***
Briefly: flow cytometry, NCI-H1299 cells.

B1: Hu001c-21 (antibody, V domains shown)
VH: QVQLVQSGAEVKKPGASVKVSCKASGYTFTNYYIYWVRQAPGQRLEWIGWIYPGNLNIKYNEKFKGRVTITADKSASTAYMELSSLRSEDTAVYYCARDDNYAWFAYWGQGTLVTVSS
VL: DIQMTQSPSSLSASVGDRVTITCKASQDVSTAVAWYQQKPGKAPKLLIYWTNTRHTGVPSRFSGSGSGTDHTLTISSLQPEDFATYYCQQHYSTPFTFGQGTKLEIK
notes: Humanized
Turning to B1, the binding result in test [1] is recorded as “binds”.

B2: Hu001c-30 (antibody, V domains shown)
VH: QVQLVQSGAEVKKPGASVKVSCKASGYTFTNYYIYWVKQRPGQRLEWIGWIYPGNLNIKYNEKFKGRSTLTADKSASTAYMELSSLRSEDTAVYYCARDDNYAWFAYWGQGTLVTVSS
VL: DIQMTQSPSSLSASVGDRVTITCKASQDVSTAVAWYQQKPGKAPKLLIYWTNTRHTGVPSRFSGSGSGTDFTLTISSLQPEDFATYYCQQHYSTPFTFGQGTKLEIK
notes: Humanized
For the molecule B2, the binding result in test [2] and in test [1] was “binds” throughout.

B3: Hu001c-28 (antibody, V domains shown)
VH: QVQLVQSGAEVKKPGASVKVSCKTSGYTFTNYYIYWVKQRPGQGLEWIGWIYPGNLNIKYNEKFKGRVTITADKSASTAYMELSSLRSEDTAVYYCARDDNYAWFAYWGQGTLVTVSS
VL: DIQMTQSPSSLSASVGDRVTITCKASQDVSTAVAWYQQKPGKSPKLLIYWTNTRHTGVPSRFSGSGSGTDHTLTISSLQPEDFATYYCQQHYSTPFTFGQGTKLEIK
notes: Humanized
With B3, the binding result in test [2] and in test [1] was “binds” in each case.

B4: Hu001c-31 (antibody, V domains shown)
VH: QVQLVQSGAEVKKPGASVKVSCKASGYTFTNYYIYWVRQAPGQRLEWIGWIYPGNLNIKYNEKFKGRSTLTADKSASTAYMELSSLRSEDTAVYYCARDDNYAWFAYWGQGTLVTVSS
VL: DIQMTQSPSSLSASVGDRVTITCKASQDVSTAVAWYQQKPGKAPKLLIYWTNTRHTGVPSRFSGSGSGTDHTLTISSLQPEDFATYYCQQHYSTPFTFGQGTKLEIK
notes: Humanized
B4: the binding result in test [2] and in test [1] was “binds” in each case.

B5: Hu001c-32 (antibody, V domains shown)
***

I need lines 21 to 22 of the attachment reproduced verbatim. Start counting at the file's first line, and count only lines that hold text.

B4: the binding result in test [2] and in test [1] was “binds” in each case.

B5: Hu001c-32 (antibody, V domains shown)